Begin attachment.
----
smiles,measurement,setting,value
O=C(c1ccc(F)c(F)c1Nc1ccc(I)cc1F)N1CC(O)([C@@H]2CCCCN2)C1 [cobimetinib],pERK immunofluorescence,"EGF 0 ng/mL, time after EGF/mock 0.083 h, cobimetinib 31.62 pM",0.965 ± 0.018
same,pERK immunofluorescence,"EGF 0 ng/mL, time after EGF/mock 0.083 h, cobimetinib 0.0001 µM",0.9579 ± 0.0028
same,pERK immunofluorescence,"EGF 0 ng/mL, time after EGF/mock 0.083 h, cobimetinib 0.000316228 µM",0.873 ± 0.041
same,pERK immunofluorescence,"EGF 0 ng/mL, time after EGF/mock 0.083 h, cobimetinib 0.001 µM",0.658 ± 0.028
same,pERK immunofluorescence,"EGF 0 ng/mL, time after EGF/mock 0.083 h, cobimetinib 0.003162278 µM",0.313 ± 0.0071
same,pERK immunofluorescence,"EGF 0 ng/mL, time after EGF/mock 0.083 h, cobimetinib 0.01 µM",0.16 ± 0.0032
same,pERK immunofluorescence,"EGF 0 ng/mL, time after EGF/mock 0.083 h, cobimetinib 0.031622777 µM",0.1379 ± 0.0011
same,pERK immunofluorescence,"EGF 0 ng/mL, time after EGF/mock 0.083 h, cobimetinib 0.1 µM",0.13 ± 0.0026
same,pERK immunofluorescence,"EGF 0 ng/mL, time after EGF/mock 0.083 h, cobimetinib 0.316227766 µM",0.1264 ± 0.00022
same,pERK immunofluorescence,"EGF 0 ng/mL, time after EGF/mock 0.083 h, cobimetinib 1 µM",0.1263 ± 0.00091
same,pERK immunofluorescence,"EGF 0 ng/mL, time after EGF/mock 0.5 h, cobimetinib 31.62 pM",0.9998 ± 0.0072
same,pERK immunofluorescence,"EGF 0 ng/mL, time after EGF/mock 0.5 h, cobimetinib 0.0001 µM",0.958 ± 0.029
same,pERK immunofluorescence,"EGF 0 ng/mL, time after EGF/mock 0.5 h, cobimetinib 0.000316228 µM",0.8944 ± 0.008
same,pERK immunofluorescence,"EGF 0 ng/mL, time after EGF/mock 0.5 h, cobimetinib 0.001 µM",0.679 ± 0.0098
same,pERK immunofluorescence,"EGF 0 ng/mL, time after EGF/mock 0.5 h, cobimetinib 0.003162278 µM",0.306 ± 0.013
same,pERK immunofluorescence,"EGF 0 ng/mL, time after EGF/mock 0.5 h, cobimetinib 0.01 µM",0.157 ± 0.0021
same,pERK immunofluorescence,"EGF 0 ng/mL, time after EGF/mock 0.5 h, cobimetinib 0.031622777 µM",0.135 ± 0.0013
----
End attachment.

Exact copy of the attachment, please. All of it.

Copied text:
smiles,measurement,setting,value
O=C(c1ccc(F)c(F)c1Nc1ccc(I)cc1F)N1CC(O)([C@@H]2CCCCN2)C1 [cobimetinib],pERK immunofluorescence,"EGF 0 ng/mL, time after EGF/mock 0.083 h, cobimetinib 31.62 pM",0.965 ± 0.018
same,pERK immunofluorescence,"EGF 0 ng/mL, time after EGF/mock 0.083 h, cobimetinib 0.0001 µM",0.9579 ± 0.0028
same,pERK immunofluorescence,"EGF 0 ng/mL, time after EGF/mock 0.083 h, cobimetinib 0.000316228 µM",0.873 ± 0.041
same,pERK immunofluorescence,"EGF 0 ng/mL, time after EGF/mock 0.083 h, cobimetinib 0.001 µM",0.658 ± 0.028
same,pERK immunofluorescence,"EGF 0 ng/mL, time after EGF/mock 0.083 h, cobimetinib 0.003162278 µM",0.313 ± 0.0071
same,pERK immunofluorescence,"EGF 0 ng/mL, time after EGF/mock 0.083 h, cobimetinib 0.01 µM",0.16 ± 0.0032
same,pERK immunofluorescence,"EGF 0 ng/mL, time after EGF/mock 0.083 h, cobimetinib 0.031622777 µM",0.1379 ± 0.0011
same,pERK immunofluorescence,"EGF 0 ng/mL, time after EGF/mock 0.083 h, cobimetinib 0.1 µM",0.13 ± 0.0026
same,pERK immunofluorescence,"EGF 0 ng/mL, time after EGF/mock 0.083 h, cobimetinib 0.316227766 µM",0.1264 ± 0.00022
same,pERK immunofluorescence,"EGF 0 ng/mL, time after EGF/mock 0.083 h, cobimetinib 1 µM",0.1263 ± 0.00091
same,pERK immunofluorescence,"EGF 0 ng/mL, time after EGF/mock 0.5 h, cobimetinib 31.62 pM",0.9998 ± 0.0072
same,pERK immunofluorescence,"EGF 0 ng/mL, time after EGF/mock 0.5 h, cobimetinib 0.0001 µM",0.958 ± 0.029
same,pERK immunofluorescence,"EGF 0 ng/mL, time after EGF/mock 0.5 h, cobimetinib 0.000316228 µM",0.8944 ± 0.008
same,pERK immunofluorescence,"EGF 0 ng/mL, time after EGF/mock 0.5 h, cobimetinib 0.001 µM",0.679 ± 0.0098
same,pERK immunofluorescence,"EGF 0 ng/mL, time after EGF/mock 0.5 h, cobimetinib 0.003162278 µM",0.306 ± 0.013
same,pERK immunofluorescence,"EGF 0 ng/mL, time after EGF/mock 0.5 h, cobimetinib 0.01 µM",0.157 ± 0.0021
same,pERK immunofluorescence,"EGF 0 ng/mL, time after EGF/mock 0.5 h, cobimetinib 0.031622777 µM",0.135 ± 0.0013